The Bridge has been fortunate to have a number of good gardeners oversee the design and care of the plants, most recently the skilled Carol DeLorenzo and her assistant Tish Murphy.

Parmett has remained involved with what is now called the Shelburne Area Women’s Club and the Bridge of Flowers Committee in many ways over the decades. She has also raised her daughters, worked at a variety of jobs, and returned to school, first Greenfield Community College, then Mount Holyoke, and finally the University of Massachusetts, earning a Master’s Degree in History. Her final job as Academic Advisor was also at UMass, which she left after ten years in 2004.

It was about that time that she became co-chair of the Bridge Committee with Susie Robbins. They did some reorganizing and cleaning up and got the Conway School of Landscape Design to come up with a plan that helped reshape the Shelburne side entrance. “They did a beautiful design that pretty much exists today,” Parmett said.

Recently Julie Petty has served as co-chair with Judy Lawler and they have over seen the installation of the sign-in kiosk, beautiful donation boxes and the Friends Tree sculpture, all designed and created by artist-blacksmith Bob Compton.

“These additions to the Bridge artistically refer to the trolley; the kiosk design reflects the curve of the trolley car, with wood insets that refer to the railroad ties. Sculptor John Sendelbach also created a gate for the Buckland side with an depiction of the trolley car,” Parmett said.

Lynda Leitner tending 1000 plants for May 19 sale

Right now Parmett is preparing to work at the Annual Bridge of Flowers Plant Sale to be held on Saturday, May 19. Lynda Leitner and a group of volunteers have been digging divisions from the Bridge and moving them to Leitner’s house where she has been lovingly tending and watering them until they are moved to the Trinity Church Baptist Lot on Main Street. “This year we have nearly 1000 plants from the Bridge and from local gardeners,” Leitner said. “And that is not counting the scores of annuals from LaSalles or rarities from Hillside Nurseries.”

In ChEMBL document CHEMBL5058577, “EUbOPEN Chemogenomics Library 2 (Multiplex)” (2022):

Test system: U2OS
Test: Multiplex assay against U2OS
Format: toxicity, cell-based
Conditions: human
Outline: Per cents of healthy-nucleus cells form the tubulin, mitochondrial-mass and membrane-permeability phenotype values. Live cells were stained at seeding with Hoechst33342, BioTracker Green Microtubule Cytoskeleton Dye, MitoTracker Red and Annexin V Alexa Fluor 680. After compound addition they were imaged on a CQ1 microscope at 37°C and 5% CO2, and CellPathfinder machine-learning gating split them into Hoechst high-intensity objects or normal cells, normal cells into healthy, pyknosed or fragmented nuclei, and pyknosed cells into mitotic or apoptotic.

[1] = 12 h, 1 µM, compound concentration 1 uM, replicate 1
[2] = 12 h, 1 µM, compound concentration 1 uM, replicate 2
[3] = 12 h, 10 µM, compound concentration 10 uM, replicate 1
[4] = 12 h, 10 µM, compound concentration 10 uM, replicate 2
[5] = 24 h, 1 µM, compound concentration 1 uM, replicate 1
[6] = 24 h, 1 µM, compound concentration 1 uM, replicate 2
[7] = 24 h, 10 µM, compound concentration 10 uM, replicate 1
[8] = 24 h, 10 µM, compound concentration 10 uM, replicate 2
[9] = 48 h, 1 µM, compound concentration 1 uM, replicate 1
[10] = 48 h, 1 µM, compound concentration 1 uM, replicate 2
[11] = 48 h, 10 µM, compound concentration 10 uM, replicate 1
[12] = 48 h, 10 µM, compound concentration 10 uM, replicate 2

Vendors selling a whole range of garden related items will also be present. Joanne Sherburne will be there with her new garden whimsies; OESCO’s fine tools; John Sendlebach’s sculptures; Nina Coler’s water color prints; note cards by Polly French, Kathy O’Rourke, Samantha Crawford and Jane Wegscheider; Dancing Bare Soap; Mojo Glass beads; and Shelburne Booksellers. Stillwater Porcelain is offering special Bridge of Flowers items. Proceeds from the plant go to support the Bridge of Flowers .

It was love of community and of flower gardens that created the Bridge of Flowers. Eighty-two years later that same love inspires the volunteers who keep the garden blooming, and, as Parmett says “. . . still connects the two towns, and unites them in a unique and beautiful way.”

Between the Rows May 5, 2012